Canadian investors got an update on the housing market ahead of the opening bell.

Canada Mortgage and Housing Corp. said the seasonally adjusted annual rate of housing starts in Canada fell 3.9 per cent to 260,239 in August. Multiple urban starts were down 5.7 per cent while single-detached starts fell 2 per cent.

On the corporate side, The Globe reports that Teck Resources Ltd. has held talks with Lundin Mining Corp. and Glencore PLC as the Vancouver mining company continues to weigh its options for unloading its coal business. Mining industry sources said that Teck chief executive officer Don Lindsay held deal talks with Toronto-based copper miner Lundin and Glencore, the Swiss mining and commodities trading giant, in the past year or so, but discussions with both companies ultimately went nowhere.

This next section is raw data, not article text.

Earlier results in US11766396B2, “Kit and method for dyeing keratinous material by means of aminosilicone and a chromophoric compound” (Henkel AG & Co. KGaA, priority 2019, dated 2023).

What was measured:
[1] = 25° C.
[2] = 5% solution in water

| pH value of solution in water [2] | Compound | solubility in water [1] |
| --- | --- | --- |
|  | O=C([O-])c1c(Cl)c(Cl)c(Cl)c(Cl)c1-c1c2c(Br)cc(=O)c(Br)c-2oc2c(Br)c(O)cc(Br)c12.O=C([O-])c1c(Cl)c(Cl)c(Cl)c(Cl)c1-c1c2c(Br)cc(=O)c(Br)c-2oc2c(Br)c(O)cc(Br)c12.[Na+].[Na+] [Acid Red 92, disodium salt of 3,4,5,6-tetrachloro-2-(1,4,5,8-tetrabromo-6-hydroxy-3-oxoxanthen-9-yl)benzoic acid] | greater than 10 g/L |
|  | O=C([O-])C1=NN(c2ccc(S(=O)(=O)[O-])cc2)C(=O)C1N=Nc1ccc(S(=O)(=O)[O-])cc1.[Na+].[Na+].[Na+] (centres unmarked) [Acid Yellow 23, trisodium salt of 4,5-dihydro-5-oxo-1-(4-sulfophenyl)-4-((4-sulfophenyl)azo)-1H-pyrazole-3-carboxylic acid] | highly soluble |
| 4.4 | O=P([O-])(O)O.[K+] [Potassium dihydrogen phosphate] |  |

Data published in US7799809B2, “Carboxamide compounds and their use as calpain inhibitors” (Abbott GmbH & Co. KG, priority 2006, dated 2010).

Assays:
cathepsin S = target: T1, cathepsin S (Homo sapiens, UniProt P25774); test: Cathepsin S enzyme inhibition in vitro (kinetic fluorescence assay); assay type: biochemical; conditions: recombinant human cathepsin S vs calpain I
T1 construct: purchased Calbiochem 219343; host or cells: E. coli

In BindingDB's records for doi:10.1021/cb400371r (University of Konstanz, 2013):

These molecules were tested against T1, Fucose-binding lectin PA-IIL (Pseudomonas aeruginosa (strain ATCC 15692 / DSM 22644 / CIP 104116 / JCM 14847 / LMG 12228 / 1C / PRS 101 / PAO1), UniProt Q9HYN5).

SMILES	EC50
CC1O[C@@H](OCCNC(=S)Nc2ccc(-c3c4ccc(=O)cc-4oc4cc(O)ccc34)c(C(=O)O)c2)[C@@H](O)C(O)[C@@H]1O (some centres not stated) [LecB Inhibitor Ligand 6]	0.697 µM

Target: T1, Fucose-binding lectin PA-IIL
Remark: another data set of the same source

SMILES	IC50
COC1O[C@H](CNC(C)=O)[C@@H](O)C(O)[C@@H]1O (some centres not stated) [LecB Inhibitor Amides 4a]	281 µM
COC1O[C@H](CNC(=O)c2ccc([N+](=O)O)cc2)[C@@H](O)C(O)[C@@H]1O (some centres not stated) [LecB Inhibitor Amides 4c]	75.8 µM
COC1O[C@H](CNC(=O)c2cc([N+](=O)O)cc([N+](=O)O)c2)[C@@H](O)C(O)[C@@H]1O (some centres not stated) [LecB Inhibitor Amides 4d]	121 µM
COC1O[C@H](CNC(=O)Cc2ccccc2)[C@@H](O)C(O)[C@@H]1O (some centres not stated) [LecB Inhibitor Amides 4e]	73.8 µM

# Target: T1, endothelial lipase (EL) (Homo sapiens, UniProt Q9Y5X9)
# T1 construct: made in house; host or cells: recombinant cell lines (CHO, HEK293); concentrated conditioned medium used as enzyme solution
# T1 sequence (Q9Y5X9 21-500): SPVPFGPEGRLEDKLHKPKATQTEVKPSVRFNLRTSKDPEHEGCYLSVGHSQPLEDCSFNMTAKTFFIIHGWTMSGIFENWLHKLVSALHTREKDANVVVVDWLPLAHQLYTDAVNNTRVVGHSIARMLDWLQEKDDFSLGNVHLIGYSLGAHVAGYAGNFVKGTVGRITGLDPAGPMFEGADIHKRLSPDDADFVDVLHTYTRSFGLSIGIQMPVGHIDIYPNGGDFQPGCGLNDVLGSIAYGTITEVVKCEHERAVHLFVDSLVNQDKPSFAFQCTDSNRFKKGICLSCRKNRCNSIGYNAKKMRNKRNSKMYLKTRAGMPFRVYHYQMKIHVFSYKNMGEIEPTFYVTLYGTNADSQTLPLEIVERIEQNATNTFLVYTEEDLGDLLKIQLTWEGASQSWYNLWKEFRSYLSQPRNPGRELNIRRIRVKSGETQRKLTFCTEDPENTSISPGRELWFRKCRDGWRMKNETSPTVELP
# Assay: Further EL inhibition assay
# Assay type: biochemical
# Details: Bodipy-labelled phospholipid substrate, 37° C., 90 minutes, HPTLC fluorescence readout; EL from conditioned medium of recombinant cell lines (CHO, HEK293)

Overseas, the pan-European STOXX 600 was up 0.80 per cent by afternoon. Britain’s FTSE 100 rose 0.50 per cent. Germany’s DAX added 0.76 per cent. France’s CAC 40 gained 1.08 per cent.

In Asia, Japan’s Nikkei ended down 0.62 per cent. Hong Kong’s Hang Seng had another losing session, falling 1.46 per cent.


Crude prices slid despite new figures showing a sharp drop in weekly U.S. inventories.

The day range on Brent is US$75.21 to US$75.87. The range on West Texas Intermediate is US$72.34 to US$72.99. Both benchmarks advanced on Wednesday with Brent hitting its best level since July.

“With WTI now firmly back above US$70 and Brent closing in on its summer highs, we could see some profit-taking soon, although there aren’t yet many signs of this happening,” OANDA senior analyst Craig Erlam said.